Right now, we have a real estate broker that we deal with. We start by looking at all of the areas we are in, then we look at the areas we are not in, and then we give the broker the parameters.
Those parameters are the desired household income and density level. For example, you can have a great household income but you look at the density and there’s 3,000 people living within the first mile radius of the store. To put it simply, we’re looking for the best possible household income and the highest density place. This could be different for every city, so you have to know your numbers.
To find those parameters, we looked at our history and our numbers. Our average repair order (RO) is $450, and we work on cars that are in the 5- to 12-year-old range. That range and high RO signifies that the customer is employed and has some sort of household income.
You also have to have the ability that you’re convenient to their work, their drive to work, or their home. We have a store that is hidden in plain sight on a section of road that is seven lanes wide. You can’t take your eyes off the road to see our spot for a split second. You drive through there and it’s a white-knuckle area. I think we’ve had a harder time attracting clients there because people are like, “I’m not going down there because the traffic is insane.”
You can have all those factors—the right density and home income—but you also have to have the intangible things, like traffic flow, rivers, bridges. They may not come into the equation in a mathematical way.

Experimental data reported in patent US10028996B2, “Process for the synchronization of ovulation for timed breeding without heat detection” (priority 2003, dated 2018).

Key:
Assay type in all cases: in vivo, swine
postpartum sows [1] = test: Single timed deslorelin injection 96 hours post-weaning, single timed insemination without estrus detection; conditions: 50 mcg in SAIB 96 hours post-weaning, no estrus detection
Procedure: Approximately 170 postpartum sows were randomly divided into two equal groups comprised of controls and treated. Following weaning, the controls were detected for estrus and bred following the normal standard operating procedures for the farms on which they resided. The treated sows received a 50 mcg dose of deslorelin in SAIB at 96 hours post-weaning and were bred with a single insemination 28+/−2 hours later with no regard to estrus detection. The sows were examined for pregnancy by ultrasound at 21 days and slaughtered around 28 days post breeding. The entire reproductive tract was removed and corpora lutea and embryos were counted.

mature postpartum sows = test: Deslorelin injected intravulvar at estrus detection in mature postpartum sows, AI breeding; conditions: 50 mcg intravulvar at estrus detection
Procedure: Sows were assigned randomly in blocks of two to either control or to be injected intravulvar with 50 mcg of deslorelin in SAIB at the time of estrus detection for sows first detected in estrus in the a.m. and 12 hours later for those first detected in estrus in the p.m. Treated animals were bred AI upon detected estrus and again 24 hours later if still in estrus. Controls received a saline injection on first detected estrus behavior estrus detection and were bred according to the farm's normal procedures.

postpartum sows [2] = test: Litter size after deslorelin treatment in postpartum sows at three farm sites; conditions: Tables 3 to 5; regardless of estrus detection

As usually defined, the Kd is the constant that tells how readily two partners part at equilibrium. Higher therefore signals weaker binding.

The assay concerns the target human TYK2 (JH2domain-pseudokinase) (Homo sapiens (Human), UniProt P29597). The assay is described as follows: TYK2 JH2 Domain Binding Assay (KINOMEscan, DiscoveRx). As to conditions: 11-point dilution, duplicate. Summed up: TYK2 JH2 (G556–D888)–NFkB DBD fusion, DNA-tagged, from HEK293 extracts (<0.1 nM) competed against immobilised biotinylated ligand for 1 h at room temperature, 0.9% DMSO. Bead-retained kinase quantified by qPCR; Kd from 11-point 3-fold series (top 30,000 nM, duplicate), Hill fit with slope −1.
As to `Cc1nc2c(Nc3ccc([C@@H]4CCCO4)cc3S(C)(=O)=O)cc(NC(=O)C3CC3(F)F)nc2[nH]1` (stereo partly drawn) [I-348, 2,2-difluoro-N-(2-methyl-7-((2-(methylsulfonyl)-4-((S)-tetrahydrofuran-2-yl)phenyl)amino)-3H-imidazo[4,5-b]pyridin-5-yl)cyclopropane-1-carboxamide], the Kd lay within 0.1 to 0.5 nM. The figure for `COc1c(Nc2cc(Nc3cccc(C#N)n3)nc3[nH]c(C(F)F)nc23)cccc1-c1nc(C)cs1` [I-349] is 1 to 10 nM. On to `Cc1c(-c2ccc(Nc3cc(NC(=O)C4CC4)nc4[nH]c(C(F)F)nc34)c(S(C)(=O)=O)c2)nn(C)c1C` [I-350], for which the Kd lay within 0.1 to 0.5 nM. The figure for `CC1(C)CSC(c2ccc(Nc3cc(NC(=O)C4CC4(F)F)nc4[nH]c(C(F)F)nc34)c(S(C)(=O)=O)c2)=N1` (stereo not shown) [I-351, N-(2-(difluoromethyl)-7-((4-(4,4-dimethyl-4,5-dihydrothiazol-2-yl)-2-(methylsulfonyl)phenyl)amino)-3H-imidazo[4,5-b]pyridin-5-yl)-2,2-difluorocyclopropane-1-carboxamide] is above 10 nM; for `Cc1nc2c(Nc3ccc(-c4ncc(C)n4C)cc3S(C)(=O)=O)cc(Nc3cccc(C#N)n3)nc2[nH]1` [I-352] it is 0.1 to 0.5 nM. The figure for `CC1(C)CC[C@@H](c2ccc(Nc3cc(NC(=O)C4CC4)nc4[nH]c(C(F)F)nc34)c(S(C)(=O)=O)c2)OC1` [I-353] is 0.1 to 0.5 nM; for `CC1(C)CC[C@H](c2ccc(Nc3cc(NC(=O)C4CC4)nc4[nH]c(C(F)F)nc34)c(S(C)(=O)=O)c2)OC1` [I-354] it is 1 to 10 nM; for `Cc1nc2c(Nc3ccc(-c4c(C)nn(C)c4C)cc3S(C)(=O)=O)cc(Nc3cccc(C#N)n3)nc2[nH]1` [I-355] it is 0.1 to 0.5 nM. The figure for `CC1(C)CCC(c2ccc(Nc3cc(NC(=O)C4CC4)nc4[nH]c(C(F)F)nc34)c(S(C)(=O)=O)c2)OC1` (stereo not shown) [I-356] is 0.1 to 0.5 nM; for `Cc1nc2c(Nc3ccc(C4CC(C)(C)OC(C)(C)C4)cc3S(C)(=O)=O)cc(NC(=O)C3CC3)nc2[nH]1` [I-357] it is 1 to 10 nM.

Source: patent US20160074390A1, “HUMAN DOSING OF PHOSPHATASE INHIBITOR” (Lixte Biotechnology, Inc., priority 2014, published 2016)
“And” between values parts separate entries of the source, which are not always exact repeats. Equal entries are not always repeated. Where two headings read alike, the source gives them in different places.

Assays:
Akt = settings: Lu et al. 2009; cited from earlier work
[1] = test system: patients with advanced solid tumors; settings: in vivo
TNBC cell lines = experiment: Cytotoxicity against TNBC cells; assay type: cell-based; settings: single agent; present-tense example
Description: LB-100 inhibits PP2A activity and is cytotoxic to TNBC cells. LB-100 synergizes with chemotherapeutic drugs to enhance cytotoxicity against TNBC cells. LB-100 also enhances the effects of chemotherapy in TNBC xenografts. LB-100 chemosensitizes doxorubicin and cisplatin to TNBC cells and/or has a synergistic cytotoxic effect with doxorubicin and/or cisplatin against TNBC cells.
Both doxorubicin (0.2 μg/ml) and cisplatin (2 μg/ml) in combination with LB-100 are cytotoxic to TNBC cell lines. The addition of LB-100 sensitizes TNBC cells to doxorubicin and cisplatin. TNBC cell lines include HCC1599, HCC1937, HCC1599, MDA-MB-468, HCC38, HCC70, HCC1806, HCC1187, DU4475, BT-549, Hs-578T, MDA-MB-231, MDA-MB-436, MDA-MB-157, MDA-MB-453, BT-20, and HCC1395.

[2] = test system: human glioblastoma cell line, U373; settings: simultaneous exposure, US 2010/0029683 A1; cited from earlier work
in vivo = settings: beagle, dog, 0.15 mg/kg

When we locate a potential location, I usually spend three or four days at different times driving by, driving through the neighborhood trying to get the feel of it. I also look at what kind of cars are in the driveway. If you see all brand-new BMWs and Mercedes, we know darn well that those cars end up back at the dealership for the first five years of its life. If you’re finding all middle-class vehicles, you’ve got a shot.
Normally, we have our feelers out with our brokers looking at different areas. So we’re always looking. Any time you locate a site, you’ve got a minimum of three to four months before you’re going to get it. That gives you the time to get ready for it.
What factors into determining the cost of expanding?
It’s always cost versus potential. Our history tells us what we can do in that neighborhood based on car count, density and household income. Then we could extrapolate what we can or can’t do.
Probably the biggest mistake anyone could make is overestimating sales and paying more than you should. That’s how businesses fail every day: They’re under capitalized. You need to be so realistic about what the possibilities are. I would say take your best-case number you think it’s going to be, divide that by half and you may be close. If you can survive on half of what you think you’re going to do, then you’re probably going to be OK.
When we look at any new store, we want to have enough money in the bank to pay the rent and the overhead for six months before we ever open the door. I can know my rent is covered, my advertising is covered, my payroll’s covered, my insurance is covered for six months. Now that allows me the time and the ability to survive the startup and get the client base going.
I also build in $30,000 of startup advertising fee in each budget. It’s so important to go into that neighborhood and create the buzz that you’re there.
The number one tip is to make sure you have the money available to do it without sacrificing your initial shop. Number two, I did not open a second store until I had store number one paid off in full. All equipment, land, property. I never wanted to jeopardize store number one.